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Keep Your Reputation Green

Morgan McArthur for The Veterinarian

24 March 1999


Water your reputation frequently and it will grow.

Have you ever experienced the frustration of doing work you’re proud of – making a difficult diagnosis or performing a fine piece of surgery – only to have the results come unstuck once you’ve entrusted the owner with the aftercare? How can we prevent it from happening?

Water it. Often.

Let me explain.

At the beginning of the summer I decided I wasn’t going to do any more yard work. I hired a professional landscaper to replace my lawn with a “maintenance-free” garden. He assessed my needs (no mo mowing!), drew up a plan (a radical yardectomy with a ground-cover graft), and gave me a quote. I’ll pay a reasonable fee for a reasonable outcome and I okayed him to toil in my soil.

He was finished in a couple of weeks and wow, it looked good. After one season’s growth this was gonna be a showpiece! I paid him and then waited for my garden to grow.

I waited. I weeded every week. I watered on hot days. And I waited.

Something was happening. Some of my plants were dying. Others didn’t look so good. My magnificent (and expensive) garden was looking pretty horrible… and I needed to BLAME someone (else).

The landscapegoat!

Things were looking good when he took my money and I’ve been doing what he told me to do but now I’m a month down the track it’s looking grim to the brim… Blah blah blah. Blame blame blame.

My anger festered. Then, one day he rang up unexpectedly. He’d looked in when he was passing by and he was worried about the garden. Said that I needed to water more. I blustered and sputtered about how I had been watering and how those plants weren’t very hardy and yak yak yak. He told me I’d been giving it a token tinkle when it needed a Daily Drenching. Full stop.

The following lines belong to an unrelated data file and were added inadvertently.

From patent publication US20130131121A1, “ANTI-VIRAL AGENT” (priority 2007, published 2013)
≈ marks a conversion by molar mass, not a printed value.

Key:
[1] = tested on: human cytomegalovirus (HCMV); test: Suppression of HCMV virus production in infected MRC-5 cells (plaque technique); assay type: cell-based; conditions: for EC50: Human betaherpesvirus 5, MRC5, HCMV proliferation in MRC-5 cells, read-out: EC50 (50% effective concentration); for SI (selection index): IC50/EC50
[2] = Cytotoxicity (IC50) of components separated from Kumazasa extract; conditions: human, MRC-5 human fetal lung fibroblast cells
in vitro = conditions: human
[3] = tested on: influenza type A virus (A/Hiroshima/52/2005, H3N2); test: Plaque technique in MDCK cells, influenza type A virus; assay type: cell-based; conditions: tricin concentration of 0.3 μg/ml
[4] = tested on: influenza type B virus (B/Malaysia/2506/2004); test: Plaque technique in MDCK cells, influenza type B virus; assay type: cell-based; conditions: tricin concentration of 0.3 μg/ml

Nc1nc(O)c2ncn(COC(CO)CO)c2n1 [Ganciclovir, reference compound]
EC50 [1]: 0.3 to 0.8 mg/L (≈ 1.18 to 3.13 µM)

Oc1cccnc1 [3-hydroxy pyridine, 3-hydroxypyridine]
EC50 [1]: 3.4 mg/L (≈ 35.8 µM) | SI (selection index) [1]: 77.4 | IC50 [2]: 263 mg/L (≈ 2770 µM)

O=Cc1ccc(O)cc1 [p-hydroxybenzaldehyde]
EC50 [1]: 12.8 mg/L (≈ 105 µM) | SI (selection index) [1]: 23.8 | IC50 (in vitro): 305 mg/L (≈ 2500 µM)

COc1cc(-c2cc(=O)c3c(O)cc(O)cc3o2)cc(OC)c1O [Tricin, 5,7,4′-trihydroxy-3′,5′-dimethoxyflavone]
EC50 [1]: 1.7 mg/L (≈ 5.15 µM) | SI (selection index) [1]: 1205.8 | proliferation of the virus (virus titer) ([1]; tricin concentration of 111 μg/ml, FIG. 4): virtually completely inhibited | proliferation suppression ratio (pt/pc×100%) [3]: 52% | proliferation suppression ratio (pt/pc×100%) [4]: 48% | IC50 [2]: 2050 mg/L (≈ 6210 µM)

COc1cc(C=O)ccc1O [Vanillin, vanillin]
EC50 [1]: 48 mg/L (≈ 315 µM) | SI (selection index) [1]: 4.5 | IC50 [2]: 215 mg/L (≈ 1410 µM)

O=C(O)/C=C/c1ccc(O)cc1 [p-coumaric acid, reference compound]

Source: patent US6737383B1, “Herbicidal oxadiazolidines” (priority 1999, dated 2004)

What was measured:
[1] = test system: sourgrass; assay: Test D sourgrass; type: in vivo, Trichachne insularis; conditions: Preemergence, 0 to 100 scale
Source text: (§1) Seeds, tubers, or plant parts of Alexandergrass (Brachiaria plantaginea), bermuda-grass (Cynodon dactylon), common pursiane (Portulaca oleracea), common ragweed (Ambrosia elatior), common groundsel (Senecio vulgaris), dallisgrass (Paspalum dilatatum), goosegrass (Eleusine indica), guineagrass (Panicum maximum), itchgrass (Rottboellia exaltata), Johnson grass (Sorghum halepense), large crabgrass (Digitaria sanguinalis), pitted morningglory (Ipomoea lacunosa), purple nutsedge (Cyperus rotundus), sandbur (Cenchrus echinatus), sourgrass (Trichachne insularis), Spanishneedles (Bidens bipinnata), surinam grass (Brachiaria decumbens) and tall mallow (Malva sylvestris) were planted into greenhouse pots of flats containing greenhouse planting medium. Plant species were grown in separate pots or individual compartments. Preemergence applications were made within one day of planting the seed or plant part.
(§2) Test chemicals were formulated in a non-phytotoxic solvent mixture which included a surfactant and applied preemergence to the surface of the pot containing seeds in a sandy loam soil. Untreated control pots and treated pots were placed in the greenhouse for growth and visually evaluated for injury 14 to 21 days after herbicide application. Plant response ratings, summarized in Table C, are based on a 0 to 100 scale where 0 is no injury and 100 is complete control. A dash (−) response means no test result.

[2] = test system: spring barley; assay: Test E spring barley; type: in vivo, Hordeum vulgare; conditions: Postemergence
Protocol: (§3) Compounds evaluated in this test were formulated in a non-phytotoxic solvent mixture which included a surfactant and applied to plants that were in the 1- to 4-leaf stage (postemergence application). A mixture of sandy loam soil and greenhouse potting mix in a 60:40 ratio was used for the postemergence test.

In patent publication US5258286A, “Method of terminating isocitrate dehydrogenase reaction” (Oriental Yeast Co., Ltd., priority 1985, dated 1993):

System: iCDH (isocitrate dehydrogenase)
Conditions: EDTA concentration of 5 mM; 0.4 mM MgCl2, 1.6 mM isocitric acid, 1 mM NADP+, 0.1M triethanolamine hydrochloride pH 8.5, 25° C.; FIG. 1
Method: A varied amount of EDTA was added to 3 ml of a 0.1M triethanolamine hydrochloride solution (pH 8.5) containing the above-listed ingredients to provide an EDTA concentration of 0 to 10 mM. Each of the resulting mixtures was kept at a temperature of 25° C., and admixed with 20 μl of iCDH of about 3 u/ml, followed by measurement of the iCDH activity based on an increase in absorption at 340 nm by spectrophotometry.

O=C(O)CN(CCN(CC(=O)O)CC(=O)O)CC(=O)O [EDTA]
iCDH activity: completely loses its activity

As vets we often send an owner home with our good work and our best intentions, assuming that they have enough common sense to take care of the details. Some do. Assumptions are risky business though, especially when our reputation’s at stake.

I’ve experienced some real wrecks in practice by not being clear enough with customers about what they should expect, when they should expect it, and what they need to do to achieve the best possible outcome. It can be hard for them to see that they share the responsibility for the result. On the other hand, it can be easy for us to check on the progress of the case.

I hadn’t taken the responsibility for the outcome of my landscaping. Wasn’t it obvious that more water = more better? Not to me. I thought I was watering enough.

If I would have called the Professional I would have protected my investment. If he would have called me he would have protected his reputation. Which one is worth more?

My case history might seem too silly to be true but in fact it’s too true to be silly. Don’t let your stream of communication dry up when important cases go home. Water your reputation frequently and it will stay green and growing.

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